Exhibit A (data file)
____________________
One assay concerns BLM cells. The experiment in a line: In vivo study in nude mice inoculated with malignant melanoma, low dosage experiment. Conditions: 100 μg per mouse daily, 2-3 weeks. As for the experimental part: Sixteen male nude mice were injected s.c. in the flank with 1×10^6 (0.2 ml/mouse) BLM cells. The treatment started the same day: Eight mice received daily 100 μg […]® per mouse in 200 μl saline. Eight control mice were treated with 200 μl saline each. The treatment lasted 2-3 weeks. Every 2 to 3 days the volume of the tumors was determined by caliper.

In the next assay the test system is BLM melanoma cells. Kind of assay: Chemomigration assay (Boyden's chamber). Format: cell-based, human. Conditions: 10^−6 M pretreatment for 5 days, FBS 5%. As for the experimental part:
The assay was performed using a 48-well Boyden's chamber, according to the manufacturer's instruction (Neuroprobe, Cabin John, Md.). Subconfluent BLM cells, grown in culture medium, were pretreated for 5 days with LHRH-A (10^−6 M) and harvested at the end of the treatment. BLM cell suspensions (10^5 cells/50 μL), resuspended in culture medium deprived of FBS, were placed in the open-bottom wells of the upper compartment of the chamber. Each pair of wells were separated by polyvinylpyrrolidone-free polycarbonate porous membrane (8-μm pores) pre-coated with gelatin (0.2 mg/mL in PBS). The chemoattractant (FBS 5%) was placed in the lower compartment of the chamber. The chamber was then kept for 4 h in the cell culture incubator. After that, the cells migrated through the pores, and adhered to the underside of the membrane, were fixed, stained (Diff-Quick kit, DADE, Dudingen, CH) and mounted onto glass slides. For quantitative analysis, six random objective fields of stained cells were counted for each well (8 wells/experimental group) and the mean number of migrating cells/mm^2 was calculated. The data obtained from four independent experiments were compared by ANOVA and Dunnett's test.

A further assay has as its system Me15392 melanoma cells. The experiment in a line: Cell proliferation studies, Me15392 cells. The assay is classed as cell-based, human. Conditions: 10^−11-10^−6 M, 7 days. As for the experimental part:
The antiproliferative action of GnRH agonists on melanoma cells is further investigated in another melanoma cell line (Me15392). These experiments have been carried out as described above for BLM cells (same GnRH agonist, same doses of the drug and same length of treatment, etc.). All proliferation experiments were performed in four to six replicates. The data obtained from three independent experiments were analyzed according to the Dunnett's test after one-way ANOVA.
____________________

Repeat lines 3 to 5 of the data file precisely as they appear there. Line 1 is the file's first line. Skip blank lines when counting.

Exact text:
The assay was performed using a 48-well Boyden's chamber, according to the manufacturer's instruction (Neuroprobe, Cabin John, Md.). Subconfluent BLM cells, grown in culture medium, were pretreated for 5 days with LHRH-A (10^−6 M) and harvested at the end of the treatment. BLM cell suspensions (10^5 cells/50 μL), resuspended in culture medium deprived of FBS, were placed in the open-bottom wells of the upper compartment of the chamber. Each pair of wells were separated by polyvinylpyrrolidone-free polycarbonate porous membrane (8-μm pores) pre-coated with gelatin (0.2 mg/mL in PBS). The chemoattractant (FBS 5%) was placed in the lower compartment of the chamber. The chamber was then kept for 4 h in the cell culture incubator. After that, the cells migrated through the pores, and adhered to the underside of the membrane, were fixed, stained (Diff-Quick kit, DADE, Dudingen, CH) and mounted onto glass slides. For quantitative analysis, six random objective fields of stained cells were counted for each well (8 wells/experimental group) and the mean number of migrating cells/mm^2 was calculated. The data obtained from four independent experiments were compared by ANOVA and Dunnett's test.

A further assay has as its system Me15392 melanoma cells. The experiment in a line: Cell proliferation studies, Me15392 cells. The assay is classed as cell-based, human. Conditions: 10^−11-10^−6 M, 7 days. As for the experimental part:
The antiproliferative action of GnRH agonists on melanoma cells is further investigated in another melanoma cell line (Me15392). These experiments have been carried out as described above for BLM cells (same GnRH agonist, same doses of the drug and same length of treatment, etc.). All proliferation experiments were performed in four to six replicates. The data obtained from three independent experiments were analyzed according to the Dunnett's test after one-way ANOVA.